Sunday, March 18, 2012

Just This Weekend

Censorship is an ugly thing.  I sensed the incessant raves about Australia and Australians were becoming tiresome.  But what I say is true.  And by censoring my own observations I am failing to record my first impressions here, failing to let others know how truly good people can be to oneanother and failing to let AUSTRALIANS themselves know how lucky they are.

Mermaids in paradise on the Sunshine Coast
Really, these people (God love 'em) are truly naive.  They honestly can't fathom how good they have it here in comparison with the rest of the world.  Not just the medical and schooling and social services and climate, but the way they treat one another as well.  It's just the way it's done.  It's a bit like Adam and Eve in the Garden of Eden.  This truly is paradise.  Before the serpeant.

Matthew realising he has just been swimming with a goanna

There's an election coming up and I wouldn't be able to vote even if I were allowed to.  This truly is the best system I have ever seen.  Things work.  Well.  And if you want to whinge about it, absolutely fine, there is always room for improvement.  But it's still by and far the best system I have seen.
There is no right wing as Americans understand it.  Uncle Doug would call em commies and more commies.  But it'd take a really strong Republican to come here and see how well this system works - the medicare and social services - and say no to that peace of mind. 

But whatever it is, Australians are nicer to each other than any other people I have ever met.  They are what Americans would like to be, consider themselves to be, and possibly once were and could be again if they were able to slow down and stop taking themselves too seriously. 

Life is good. 

The Europeans consider this niceness childish naivete.  But they could learn something from it.

There were instances of courtesy and even friendliness in Germany.  But I remember almost every one.  The guy who did offer to help me get the twin stroller into the back of the car.  The lady who didn't cut in front of us in line at Subway.  And...oh darn, there have GOT to be more.

Mostly I remember the stares I got as I tried to negotiate the twin stroller through a crowded bier garten; everyone observing curiously but not one person out of hundreds actually getting up to help move their stuff out of the way.

I remember being the only woman on a business flight from Stuttgart to Paris - NEVER EVER EVER EVER FLY THROUGH CHARLES DE GAULLE  EVER - when I finally just carried 15 month old Andrew AND his stroller down three flights of stairs to get to the plane - with 3 1/2 year old Ryan carrying our bags behind me - while the plane load of men followed meekly behind.

Maybe someone would have helped me if I'd asked.  But they certainly weren't volunteering.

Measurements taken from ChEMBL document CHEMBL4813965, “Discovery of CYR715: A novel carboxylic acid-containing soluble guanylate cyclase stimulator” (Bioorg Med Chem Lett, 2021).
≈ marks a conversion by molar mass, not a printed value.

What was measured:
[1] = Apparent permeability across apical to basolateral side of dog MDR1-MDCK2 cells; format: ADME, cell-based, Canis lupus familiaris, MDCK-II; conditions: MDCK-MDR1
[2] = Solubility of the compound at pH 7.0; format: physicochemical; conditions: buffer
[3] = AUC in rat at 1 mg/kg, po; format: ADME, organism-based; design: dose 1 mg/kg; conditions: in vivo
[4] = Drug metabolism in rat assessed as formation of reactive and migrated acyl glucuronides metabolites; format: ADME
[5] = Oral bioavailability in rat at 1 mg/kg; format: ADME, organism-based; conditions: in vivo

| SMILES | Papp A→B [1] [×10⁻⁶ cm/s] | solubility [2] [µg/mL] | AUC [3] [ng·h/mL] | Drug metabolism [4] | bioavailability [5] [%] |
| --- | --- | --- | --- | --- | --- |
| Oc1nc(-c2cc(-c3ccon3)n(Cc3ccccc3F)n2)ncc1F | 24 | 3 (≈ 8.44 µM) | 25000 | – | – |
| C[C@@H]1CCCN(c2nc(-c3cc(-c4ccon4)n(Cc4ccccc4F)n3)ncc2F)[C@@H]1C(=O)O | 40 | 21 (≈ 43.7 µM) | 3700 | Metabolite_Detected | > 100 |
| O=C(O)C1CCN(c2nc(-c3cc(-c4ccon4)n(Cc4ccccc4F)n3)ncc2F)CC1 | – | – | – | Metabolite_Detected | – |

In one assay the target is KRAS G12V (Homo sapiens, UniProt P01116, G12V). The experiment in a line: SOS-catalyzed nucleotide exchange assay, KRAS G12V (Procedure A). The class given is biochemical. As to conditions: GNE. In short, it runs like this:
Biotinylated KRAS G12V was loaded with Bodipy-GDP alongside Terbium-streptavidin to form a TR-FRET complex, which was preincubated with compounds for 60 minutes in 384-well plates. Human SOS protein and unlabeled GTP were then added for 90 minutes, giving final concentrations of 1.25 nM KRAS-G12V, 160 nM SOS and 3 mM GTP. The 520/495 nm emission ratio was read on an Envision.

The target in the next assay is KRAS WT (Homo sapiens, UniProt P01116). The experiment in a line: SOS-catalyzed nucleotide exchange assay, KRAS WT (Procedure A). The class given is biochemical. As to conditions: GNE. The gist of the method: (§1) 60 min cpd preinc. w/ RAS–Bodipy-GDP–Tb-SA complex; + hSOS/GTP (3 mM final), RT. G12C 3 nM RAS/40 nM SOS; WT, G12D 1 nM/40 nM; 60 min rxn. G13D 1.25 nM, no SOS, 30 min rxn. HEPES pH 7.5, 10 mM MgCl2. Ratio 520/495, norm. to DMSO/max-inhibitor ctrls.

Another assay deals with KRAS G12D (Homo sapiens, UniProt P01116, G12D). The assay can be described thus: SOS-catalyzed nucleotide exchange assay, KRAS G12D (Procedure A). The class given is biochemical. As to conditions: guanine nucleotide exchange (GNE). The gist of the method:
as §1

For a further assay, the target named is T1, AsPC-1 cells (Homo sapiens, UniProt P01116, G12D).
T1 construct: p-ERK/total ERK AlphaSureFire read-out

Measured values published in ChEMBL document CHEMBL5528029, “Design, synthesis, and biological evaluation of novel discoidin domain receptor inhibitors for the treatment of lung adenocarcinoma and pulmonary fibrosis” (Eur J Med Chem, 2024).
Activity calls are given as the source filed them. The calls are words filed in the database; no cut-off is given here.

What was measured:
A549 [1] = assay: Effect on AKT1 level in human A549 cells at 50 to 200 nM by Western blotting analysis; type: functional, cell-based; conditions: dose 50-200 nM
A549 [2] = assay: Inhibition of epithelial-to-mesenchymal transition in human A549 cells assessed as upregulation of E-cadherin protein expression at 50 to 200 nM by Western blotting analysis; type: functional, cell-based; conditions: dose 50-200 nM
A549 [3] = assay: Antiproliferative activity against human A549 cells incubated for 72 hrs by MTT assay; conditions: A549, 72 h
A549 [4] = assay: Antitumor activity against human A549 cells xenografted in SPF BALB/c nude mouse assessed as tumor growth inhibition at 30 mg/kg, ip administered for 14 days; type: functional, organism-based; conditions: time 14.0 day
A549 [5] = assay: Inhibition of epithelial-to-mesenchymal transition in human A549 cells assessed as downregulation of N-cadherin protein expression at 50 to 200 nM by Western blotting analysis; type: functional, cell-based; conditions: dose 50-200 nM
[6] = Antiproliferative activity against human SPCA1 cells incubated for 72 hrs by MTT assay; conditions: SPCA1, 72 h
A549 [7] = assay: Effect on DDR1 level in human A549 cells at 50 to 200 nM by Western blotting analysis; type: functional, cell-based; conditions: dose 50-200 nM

Intrepid explorers at the swimming hole

This comes as no shock to anyone who has ever lived in Europe.  Europeans might not even see anything wrong with it.  (The secret is not to make eye contact.  Without eye contact you can pretend that person next to you doesn't even exist!)  But Australians are absolutely floored.

Let me tell you about my weekend as an example.

On Friday I was in a store with Ian checking out something on the shelves when he dropped my keys.  (Honestly, he can't be trusted to hold onto ANYTHING!)  I've had a sore foot and he's getting heavy so I stalled bending over to pick them up.  I've spent almost a decade in Europe so I really didn't think much of it. 

Until a man came running down the aisle to pick them up for me. 

I felt so lazy I apologised.  "I guess I should be able to pick up my own keys."
"No worries, love, you've got the baby."

From a young man in his 30s.  How tres un-chic of him.

Aussies thinking the intrepid explorers are crazy

On Saturday morning Damon and I were shopping with Ian when an older lady came running across the mall to me.  This didn't shock me at all and I was ready to hand Ian over to this perfect stranger for a cuddle.  All the ladies here want cuddles.  Some just like to smell his head.  (Ah, the pressure to bathe the baby before we hit the shops!)

Instead she bent over to adjust my top.  I had been breastfeeding Ian (discretely, but IN PUBLIC!) just a short while before and my belly was still showing. 

"There you go, love.  I've been there myself."

And off she went.
The view.  Somewhere Sunshine Coast-ish.

Saturday afternoon I was again out shopping with Ian when it started to pour.  Making casual conversation, I asked him how it is we were going to manage an umbrella, the grocery cart and keeping him dry, when a man in his late 40s came over to us and offered to help us to our car. 

This are not just random occurrences.  This is what happens here.

And the only people in the world who are luckier than the Australians themselves are the people who've come here from other places and know how rare this is and how lucky we are to be here.

1 comment:

  1. love the post :) thanks :)it is pretty great here isnt it??